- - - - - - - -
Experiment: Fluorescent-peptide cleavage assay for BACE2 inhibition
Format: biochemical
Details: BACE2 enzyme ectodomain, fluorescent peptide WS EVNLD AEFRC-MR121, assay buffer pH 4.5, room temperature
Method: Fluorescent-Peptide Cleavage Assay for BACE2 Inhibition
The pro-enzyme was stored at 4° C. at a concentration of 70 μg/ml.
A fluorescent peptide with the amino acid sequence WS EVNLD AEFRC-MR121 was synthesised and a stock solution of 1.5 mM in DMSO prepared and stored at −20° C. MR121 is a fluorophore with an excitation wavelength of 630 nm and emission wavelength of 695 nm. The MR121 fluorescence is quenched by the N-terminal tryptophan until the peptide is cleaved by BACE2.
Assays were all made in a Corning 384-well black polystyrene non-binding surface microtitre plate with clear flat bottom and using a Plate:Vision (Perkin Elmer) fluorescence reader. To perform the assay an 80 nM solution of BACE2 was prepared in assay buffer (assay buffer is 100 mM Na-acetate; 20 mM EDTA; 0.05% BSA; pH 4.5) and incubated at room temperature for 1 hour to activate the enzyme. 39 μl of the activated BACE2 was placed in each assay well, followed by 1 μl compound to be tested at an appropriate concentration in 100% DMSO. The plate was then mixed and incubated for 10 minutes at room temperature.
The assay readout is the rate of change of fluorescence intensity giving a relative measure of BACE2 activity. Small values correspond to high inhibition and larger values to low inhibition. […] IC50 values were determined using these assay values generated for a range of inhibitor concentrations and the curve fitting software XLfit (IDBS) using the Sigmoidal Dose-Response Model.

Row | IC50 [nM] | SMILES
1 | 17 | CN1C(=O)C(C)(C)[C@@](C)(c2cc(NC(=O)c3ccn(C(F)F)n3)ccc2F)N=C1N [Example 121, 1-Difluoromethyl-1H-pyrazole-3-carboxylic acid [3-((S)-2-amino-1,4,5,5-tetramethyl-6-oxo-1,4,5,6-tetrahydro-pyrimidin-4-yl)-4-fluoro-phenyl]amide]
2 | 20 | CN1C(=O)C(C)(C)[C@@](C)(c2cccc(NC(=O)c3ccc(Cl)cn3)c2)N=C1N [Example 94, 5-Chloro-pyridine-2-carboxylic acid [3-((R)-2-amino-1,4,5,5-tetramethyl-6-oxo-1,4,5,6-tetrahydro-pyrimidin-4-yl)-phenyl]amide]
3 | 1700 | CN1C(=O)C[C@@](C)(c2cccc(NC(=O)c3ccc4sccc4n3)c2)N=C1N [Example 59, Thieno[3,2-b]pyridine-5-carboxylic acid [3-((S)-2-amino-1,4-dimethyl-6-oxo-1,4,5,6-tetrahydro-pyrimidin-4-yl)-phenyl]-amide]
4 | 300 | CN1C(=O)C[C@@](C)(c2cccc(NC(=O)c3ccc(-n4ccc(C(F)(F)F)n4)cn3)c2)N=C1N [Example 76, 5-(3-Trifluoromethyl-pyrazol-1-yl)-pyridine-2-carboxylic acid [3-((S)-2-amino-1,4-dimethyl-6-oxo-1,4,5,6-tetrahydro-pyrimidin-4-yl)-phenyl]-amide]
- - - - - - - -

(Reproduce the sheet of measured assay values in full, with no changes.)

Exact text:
Experiment: Fluorescent-peptide cleavage assay for BACE2 inhibition
Format: biochemical
Details: BACE2 enzyme ectodomain, fluorescent peptide WS EVNLD AEFRC-MR121, assay buffer pH 4.5, room temperature
Method: Fluorescent-Peptide Cleavage Assay for BACE2 Inhibition
The pro-enzyme was stored at 4° C. at a concentration of 70 μg/ml.
A fluorescent peptide with the amino acid sequence WS EVNLD AEFRC-MR121 was synthesised and a stock solution of 1.5 mM in DMSO prepared and stored at −20° C. MR121 is a fluorophore with an excitation wavelength of 630 nm and emission wavelength of 695 nm. The MR121 fluorescence is quenched by the N-terminal tryptophan until the peptide is cleaved by BACE2.
Assays were all made in a Corning 384-well black polystyrene non-binding surface microtitre plate with clear flat bottom and using a Plate:Vision (Perkin Elmer) fluorescence reader. To perform the assay an 80 nM solution of BACE2 was prepared in assay buffer (assay buffer is 100 mM Na-acetate; 20 mM EDTA; 0.05% BSA; pH 4.5) and incubated at room temperature for 1 hour to activate the enzyme. 39 μl of the activated BACE2 was placed in each assay well, followed by 1 μl compound to be tested at an appropriate concentration in 100% DMSO. The plate was then mixed and incubated for 10 minutes at room temperature.
The assay readout is the rate of change of fluorescence intensity giving a relative measure of BACE2 activity. Small values correspond to high inhibition and larger values to low inhibition. […] IC50 values were determined using these assay values generated for a range of inhibitor concentrations and the curve fitting software XLfit (IDBS) using the Sigmoidal Dose-Response Model.

Row | IC50 [nM] | SMILES
1 | 17 | CN1C(=O)C(C)(C)[C@@](C)(c2cc(NC(=O)c3ccn(C(F)F)n3)ccc2F)N=C1N [Example 121, 1-Difluoromethyl-1H-pyrazole-3-carboxylic acid [3-((S)-2-amino-1,4,5,5-tetramethyl-6-oxo-1,4,5,6-tetrahydro-pyrimidin-4-yl)-4-fluoro-phenyl]amide]
2 | 20 | CN1C(=O)C(C)(C)[C@@](C)(c2cccc(NC(=O)c3ccc(Cl)cn3)c2)N=C1N [Example 94, 5-Chloro-pyridine-2-carboxylic acid [3-((R)-2-amino-1,4,5,5-tetramethyl-6-oxo-1,4,5,6-tetrahydro-pyrimidin-4-yl)-phenyl]amide]
3 | 1700 | CN1C(=O)C[C@@](C)(c2cccc(NC(=O)c3ccc4sccc4n3)c2)N=C1N [Example 59, Thieno[3,2-b]pyridine-5-carboxylic acid [3-((S)-2-amino-1,4-dimethyl-6-oxo-1,4,5,6-tetrahydro-pyrimidin-4-yl)-phenyl]-amide]
4 | 300 | CN1C(=O)C[C@@](C)(c2cccc(NC(=O)c3ccc(-n4ccc(C(F)(F)F)n4)cn3)c2)N=C1N [Example 76, 5-(3-Trifluoromethyl-pyrazol-1-yl)-pyridine-2-carboxylic acid [3-((S)-2-amino-1,4-dimethyl-6-oxo-1,4,5,6-tetrahydro-pyrimidin-4-yl)-phenyl]-amide]